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The "Data Structure without Iterators" Lesson is part of the full, JavaScript: The Recent Parts course featured in this preview video. Here's what you'd learn in this lesson:

Kyle discusses the issues that arise when attempting to iterate over data structures such as an object, and demonstrates a strategy for overcoming this.

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Transcript from the "Data Structure without Iterators" Lesson

[00:00:00]
>> Kyle Simpson: So the sounds real great that we now have this iterator protocol built in and we should be able to use this with all of our favorite data structures. Except there is a problem, which is what do we do about data structures that don't have iterators. It turns out that not all data structures have iterators.

[00:00:23] The object is a great example, object does not have a built in iterator. So if I make a regular plain old object and I call for of on it, I'm gonna end up getting a type error. It's a type error because the for of loop tries to access the symbol.iterator location on that obj object, and it doesn't find anything defined there.

[00:00:48] So when it tries to execute, it's trying to execute the undefined value.
>> Kyle Simpson: It's kind of frustrating that of all the data structures that are built into the language, the one that they didn't make automatically iterable is the one that most of use. Which is we make our own JavaScript objects.

[00:01:08] There's a variety of historical reasons for why they didn't ship a default iterator on it. But the bottom line is that it is not actually that difficult to define our own iterator. And that's why we're talking about this is, is we wanna make our own data structures, and we wanna make our data structures adhere to the iterator protocol.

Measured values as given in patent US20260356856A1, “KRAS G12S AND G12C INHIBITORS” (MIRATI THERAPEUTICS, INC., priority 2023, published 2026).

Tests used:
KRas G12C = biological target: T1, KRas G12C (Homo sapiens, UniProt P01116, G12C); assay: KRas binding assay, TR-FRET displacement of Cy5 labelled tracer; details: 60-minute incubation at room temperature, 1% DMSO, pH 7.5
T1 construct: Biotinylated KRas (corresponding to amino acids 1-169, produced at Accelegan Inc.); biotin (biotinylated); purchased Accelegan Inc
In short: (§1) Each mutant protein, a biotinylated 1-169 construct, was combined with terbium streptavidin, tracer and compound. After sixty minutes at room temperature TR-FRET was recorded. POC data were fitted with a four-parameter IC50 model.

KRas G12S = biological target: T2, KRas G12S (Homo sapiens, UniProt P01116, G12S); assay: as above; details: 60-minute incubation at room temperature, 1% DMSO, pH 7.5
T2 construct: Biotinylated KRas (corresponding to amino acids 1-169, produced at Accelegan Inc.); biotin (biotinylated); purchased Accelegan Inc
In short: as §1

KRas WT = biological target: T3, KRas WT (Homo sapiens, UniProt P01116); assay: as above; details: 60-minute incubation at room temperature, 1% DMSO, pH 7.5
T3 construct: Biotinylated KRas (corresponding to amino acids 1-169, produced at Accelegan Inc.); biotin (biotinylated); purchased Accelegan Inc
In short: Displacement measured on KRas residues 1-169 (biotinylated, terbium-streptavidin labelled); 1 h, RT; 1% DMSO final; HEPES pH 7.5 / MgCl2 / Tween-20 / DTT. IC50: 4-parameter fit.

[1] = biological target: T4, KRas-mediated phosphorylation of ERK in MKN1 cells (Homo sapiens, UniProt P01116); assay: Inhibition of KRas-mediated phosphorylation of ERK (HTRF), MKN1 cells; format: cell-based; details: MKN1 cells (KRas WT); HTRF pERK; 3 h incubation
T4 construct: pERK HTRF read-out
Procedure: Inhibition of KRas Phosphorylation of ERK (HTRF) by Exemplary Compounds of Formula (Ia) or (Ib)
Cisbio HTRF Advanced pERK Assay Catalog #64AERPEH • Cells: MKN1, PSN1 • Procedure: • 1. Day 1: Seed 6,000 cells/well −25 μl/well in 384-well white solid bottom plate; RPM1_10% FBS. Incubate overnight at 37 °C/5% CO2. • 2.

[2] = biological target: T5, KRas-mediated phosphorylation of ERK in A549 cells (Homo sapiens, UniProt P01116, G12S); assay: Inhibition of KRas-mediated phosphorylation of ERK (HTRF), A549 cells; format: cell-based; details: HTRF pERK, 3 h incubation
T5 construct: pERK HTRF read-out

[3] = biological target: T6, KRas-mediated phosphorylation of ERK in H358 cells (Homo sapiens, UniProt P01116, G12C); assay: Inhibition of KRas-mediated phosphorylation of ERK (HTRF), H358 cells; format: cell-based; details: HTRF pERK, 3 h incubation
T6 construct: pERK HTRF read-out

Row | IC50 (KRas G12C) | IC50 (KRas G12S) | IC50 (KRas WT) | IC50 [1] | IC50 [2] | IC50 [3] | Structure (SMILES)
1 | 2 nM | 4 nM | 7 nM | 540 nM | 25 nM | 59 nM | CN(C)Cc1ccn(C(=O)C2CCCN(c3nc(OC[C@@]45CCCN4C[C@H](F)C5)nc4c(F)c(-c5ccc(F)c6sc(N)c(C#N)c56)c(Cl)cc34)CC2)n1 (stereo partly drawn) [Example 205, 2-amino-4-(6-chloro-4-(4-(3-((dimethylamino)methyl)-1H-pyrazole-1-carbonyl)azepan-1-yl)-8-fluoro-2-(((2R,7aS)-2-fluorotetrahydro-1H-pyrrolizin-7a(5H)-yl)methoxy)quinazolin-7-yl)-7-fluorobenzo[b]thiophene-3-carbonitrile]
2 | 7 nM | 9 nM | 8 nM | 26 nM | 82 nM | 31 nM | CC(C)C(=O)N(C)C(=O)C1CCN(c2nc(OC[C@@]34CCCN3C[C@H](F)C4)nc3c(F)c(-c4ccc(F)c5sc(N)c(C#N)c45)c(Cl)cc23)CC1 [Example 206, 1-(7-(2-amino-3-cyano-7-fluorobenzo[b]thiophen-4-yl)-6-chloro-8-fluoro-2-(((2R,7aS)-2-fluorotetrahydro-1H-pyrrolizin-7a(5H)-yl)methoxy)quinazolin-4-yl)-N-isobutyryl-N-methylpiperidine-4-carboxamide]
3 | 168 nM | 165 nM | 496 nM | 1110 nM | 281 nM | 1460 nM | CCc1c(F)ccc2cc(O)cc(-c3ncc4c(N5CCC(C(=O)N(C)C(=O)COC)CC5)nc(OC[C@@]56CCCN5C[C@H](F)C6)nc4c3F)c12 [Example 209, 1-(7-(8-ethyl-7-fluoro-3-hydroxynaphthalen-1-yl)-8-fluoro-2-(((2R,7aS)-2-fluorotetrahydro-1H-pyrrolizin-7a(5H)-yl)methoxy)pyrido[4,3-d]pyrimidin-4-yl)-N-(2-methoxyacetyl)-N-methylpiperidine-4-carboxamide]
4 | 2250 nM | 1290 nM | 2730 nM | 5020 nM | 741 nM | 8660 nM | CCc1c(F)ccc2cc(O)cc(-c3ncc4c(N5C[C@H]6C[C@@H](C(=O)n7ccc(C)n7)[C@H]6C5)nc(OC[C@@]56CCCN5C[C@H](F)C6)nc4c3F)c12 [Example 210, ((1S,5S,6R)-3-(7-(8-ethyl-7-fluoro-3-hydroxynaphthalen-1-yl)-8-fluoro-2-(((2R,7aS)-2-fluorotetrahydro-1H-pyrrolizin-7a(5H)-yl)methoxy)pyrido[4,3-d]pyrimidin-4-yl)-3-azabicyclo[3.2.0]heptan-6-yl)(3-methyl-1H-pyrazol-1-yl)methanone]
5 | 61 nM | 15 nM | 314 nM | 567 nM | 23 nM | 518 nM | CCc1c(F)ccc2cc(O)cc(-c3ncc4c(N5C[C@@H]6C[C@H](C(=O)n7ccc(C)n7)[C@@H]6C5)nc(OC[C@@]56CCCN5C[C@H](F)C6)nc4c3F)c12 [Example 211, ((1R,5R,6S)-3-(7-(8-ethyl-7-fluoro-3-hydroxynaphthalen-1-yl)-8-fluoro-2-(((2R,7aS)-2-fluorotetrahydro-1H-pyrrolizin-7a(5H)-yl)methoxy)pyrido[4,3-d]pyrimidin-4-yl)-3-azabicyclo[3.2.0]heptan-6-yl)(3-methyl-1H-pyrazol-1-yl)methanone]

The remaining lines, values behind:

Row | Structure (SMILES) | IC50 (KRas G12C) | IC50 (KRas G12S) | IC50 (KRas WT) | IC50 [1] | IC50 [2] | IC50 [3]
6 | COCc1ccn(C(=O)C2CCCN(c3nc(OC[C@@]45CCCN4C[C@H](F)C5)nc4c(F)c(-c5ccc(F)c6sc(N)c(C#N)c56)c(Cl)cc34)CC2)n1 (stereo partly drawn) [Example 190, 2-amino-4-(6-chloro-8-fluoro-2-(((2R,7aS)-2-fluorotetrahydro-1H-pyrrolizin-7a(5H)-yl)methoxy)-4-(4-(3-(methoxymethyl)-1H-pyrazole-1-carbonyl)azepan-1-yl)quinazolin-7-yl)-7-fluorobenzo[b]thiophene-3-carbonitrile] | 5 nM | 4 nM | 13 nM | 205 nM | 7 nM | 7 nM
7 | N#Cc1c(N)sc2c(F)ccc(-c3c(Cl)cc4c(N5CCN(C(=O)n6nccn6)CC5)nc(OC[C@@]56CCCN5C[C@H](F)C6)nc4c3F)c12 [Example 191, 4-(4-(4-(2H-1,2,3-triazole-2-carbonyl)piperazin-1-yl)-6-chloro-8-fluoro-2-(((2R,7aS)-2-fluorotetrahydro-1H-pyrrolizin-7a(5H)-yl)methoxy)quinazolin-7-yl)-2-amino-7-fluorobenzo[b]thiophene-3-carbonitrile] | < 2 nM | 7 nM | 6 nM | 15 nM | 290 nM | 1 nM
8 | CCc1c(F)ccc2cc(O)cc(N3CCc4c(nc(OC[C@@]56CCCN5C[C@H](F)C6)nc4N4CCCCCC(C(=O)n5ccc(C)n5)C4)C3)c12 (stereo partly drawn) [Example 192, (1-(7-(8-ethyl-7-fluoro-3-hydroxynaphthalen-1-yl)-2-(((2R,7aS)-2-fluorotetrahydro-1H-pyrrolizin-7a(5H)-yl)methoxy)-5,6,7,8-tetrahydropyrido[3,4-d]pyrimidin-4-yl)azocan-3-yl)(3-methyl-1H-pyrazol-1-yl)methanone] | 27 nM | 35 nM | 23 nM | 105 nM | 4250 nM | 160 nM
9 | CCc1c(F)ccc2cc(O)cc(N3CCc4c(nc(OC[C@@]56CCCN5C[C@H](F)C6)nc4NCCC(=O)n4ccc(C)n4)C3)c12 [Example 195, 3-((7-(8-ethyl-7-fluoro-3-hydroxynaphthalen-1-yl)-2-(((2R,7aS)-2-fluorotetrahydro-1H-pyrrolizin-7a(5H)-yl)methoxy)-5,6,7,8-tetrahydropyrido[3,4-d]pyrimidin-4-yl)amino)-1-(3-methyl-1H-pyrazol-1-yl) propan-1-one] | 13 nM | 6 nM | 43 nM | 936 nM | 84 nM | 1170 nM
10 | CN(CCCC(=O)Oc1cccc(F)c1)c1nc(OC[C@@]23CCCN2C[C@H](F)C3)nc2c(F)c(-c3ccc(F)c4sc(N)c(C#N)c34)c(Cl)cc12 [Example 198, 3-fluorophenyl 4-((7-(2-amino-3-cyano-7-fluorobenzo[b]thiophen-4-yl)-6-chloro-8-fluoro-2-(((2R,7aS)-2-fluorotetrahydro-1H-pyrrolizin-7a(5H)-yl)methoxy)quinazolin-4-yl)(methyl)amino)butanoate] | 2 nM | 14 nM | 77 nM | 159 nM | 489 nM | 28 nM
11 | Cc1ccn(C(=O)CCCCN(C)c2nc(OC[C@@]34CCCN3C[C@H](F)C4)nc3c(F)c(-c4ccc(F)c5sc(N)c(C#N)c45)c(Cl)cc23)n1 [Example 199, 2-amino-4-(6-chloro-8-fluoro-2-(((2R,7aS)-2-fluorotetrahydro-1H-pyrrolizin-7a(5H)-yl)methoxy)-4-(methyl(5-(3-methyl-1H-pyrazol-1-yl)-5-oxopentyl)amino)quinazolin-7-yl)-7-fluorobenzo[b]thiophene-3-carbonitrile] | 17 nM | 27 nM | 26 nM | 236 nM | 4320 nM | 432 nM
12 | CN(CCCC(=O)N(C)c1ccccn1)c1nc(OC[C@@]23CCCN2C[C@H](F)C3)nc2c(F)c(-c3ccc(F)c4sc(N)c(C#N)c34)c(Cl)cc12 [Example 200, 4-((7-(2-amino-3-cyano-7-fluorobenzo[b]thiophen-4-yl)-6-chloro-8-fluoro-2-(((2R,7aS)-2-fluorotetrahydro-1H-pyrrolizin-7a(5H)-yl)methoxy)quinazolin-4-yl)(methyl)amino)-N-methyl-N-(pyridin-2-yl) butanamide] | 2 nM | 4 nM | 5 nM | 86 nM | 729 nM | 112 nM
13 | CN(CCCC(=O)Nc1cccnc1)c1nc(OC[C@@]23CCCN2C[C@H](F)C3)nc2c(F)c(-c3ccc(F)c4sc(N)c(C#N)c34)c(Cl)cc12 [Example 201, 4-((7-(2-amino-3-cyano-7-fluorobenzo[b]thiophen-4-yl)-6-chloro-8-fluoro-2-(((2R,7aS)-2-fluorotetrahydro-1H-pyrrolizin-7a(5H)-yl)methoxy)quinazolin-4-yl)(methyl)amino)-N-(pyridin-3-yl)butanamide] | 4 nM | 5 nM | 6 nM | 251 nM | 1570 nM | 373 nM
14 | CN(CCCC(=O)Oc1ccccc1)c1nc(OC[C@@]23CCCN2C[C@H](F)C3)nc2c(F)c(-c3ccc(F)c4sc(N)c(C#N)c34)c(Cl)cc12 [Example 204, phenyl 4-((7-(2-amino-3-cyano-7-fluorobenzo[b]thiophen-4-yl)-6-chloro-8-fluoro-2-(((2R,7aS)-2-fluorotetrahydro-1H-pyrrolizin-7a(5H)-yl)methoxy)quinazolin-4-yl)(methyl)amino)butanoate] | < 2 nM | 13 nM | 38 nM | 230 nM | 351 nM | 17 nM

[00:01:28] So if we know that the for of loop or the dot dot dot operator, the way that it works is it automatically tries to find something at that position, symbol.iterator, then all we need to do is define one at that location. And then the for of loop and the dot dot dot we'll use it.

[00:01:46] So let's try first to create our own iterator factory function. I call it a factory function because every time you call it you would produce a new instance of your iterator. You can iterate something multiple, multiple times if you want to. So here it's a function, and on line 6, for example, you'll notice here that basically I'm just getting the list of keys for my object, which would be A, B, and C.

[00:02:16] And then I am returning back an object. And my object has one property on it called next, that's what interators have, is they have a next on them. And when I call that next method, you'll notice that the next method does one thing, which is check to see if there's anymore to iterate over.

[00:02:35] And if so, it returns an iterator result that is done false, and then it has the value. Otherwise it returns an iterator results with done true, and value undefined. Exactly the same way as all the built in iterators do, they return of two kinds of iterators results. So I'm simply returning the results until I've gone through all the keys.

[00:03:00] That now has the effect down on line 17, of actually, if you look down here on line 17, it has the effect of pulling out the values from that object into an array one, two and three. Same if I had done a for of loop, I would have been getting the values one, two and three out, okay?

[00:03:20] So, some of you may have noticed that I use an arrow function. And if you followed me much, you know that I'm not a big fan of arrow functions. So what am I doing here, am I just cheating to save space in the slides? Well, it turns out, this particular scenario is a great illustration of why you want to use the arrow function.

[00:03:42] Because I need this keyword inside of that function, and I need it to lexically adopt the parent context. I don't want it to define its own, I want it to adopt the parent context. That's exactly what the arrow context shines at doing, and so this is inappropriate, in my opinion, inappropriate usage of the arrow function.